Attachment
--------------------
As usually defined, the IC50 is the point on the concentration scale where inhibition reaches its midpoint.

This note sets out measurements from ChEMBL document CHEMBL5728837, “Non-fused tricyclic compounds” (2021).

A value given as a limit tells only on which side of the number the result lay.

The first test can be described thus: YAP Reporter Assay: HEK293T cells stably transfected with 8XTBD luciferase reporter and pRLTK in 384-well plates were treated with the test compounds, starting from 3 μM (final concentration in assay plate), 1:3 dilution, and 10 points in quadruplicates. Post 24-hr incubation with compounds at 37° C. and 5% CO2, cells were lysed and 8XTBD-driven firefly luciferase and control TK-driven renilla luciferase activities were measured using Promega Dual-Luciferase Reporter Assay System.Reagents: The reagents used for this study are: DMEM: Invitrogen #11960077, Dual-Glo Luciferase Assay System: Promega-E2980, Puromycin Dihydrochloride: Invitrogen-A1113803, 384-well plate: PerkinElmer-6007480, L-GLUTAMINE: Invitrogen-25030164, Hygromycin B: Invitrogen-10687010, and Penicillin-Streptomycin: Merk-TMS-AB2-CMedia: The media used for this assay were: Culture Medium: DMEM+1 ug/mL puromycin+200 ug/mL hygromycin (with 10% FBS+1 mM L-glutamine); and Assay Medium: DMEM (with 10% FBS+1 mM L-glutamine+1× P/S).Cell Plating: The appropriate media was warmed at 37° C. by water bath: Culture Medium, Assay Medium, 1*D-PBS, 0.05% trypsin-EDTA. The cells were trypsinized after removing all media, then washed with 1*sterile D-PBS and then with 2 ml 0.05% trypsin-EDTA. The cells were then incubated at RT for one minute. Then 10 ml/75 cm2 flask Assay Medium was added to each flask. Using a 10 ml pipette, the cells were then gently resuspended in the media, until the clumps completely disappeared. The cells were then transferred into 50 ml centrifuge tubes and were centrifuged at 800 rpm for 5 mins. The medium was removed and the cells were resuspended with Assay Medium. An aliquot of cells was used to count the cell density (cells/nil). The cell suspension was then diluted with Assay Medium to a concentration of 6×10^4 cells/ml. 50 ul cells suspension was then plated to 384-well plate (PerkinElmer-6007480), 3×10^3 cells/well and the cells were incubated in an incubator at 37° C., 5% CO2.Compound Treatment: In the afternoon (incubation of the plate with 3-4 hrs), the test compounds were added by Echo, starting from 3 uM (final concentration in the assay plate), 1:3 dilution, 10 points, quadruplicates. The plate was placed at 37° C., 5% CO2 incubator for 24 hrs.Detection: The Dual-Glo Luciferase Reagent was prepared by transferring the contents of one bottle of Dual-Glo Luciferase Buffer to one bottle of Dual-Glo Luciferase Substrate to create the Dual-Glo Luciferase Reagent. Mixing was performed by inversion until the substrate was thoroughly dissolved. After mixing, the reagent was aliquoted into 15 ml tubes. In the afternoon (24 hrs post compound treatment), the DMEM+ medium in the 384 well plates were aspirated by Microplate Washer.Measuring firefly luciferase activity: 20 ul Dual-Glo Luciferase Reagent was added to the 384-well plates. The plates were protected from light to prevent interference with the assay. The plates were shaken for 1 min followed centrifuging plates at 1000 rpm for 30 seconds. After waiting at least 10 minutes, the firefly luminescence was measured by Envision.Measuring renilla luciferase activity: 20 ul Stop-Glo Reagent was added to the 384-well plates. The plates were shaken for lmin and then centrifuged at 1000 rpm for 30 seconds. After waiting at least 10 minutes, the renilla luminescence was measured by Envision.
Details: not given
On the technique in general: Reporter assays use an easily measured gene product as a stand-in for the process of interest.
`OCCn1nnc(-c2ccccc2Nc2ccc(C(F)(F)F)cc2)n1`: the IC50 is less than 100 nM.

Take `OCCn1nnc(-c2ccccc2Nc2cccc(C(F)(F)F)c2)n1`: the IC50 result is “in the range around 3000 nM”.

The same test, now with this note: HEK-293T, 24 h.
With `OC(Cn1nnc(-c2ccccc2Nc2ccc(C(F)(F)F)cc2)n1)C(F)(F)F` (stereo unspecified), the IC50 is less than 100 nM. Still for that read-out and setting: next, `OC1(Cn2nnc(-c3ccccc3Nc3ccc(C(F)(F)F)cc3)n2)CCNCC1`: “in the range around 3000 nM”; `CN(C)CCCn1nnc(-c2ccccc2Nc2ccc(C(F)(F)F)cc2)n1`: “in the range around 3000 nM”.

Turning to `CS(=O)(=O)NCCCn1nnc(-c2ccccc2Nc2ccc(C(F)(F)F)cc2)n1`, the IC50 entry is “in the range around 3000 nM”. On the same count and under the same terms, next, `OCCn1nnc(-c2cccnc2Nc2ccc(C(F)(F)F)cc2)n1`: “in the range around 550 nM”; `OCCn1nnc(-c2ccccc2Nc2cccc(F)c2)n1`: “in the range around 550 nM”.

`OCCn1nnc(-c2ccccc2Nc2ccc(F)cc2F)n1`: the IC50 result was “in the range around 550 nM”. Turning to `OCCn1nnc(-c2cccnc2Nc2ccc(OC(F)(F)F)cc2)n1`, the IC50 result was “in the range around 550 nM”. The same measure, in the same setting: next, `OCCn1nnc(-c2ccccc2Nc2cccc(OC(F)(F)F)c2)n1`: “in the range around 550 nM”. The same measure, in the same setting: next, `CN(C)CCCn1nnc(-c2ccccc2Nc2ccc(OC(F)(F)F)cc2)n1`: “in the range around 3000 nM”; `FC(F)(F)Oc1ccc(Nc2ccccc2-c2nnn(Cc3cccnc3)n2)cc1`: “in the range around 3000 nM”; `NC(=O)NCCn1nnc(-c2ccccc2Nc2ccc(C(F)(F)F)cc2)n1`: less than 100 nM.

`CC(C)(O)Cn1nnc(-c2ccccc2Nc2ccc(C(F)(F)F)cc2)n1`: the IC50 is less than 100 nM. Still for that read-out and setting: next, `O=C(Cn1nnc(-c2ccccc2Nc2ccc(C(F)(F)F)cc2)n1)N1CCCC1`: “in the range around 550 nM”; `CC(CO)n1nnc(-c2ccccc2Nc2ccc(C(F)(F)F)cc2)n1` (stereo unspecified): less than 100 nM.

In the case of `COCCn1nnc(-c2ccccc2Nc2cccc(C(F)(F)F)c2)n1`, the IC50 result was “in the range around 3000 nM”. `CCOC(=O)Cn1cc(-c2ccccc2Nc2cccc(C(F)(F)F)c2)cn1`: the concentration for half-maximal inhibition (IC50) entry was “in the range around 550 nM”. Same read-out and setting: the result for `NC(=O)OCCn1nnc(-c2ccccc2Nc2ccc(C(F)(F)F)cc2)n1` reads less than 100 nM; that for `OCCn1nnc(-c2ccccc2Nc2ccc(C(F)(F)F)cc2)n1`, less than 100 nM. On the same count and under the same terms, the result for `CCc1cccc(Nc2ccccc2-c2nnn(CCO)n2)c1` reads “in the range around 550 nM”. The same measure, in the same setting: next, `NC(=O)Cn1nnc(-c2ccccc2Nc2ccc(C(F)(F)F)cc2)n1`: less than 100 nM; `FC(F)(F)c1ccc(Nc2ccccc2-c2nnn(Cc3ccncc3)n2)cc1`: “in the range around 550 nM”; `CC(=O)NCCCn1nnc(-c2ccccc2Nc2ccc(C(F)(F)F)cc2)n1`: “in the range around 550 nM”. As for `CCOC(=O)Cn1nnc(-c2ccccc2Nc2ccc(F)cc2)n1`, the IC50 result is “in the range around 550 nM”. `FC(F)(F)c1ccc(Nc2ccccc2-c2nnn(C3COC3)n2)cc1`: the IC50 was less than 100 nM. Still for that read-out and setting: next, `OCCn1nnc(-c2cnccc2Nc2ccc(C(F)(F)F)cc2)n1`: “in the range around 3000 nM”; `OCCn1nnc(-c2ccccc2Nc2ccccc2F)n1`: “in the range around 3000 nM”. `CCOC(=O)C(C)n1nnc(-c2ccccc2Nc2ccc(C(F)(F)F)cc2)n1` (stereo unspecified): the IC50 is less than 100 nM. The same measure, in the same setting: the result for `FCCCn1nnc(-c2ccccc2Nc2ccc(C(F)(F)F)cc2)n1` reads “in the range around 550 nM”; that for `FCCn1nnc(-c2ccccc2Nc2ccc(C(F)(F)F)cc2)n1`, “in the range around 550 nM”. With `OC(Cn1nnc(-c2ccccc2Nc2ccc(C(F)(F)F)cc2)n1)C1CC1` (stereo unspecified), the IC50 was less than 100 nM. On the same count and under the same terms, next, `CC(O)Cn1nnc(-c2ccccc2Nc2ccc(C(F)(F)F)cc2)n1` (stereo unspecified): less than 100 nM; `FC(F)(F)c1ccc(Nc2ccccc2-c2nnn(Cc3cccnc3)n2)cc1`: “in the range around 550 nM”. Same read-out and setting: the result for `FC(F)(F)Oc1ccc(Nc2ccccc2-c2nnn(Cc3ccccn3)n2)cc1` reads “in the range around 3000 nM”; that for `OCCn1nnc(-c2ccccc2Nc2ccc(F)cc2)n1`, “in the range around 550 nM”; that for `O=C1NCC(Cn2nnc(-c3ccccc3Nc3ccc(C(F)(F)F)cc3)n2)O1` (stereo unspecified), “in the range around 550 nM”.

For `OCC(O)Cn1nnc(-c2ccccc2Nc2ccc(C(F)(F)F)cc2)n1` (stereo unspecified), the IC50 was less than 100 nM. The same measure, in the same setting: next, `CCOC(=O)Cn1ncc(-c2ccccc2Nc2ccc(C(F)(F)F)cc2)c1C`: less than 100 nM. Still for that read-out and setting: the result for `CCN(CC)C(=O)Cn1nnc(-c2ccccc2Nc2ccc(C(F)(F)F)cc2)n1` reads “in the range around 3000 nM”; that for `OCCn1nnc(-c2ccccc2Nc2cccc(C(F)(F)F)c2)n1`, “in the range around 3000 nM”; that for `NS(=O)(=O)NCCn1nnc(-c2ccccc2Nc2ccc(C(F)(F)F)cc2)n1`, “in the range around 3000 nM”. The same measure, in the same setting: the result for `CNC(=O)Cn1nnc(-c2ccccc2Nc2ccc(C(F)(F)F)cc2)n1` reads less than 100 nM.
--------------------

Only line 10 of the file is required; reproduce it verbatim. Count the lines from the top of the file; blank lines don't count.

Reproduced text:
With `OC(Cn1nnc(-c2ccccc2Nc2ccc(C(F)(F)F)cc2)n1)C(F)(F)F` (stereo unspecified), the IC50 is less than 100 nM. Still for that read-out and setting: next, `OC1(Cn2nnc(-c3ccccc3Nc3ccc(C(F)(F)F)cc3)n2)CCNCC1`: “in the range around 3000 nM”; `CN(C)CCCn1nnc(-c2ccccc2Nc2ccc(C(F)(F)F)cc2)n1`: “in the range around 3000 nM”.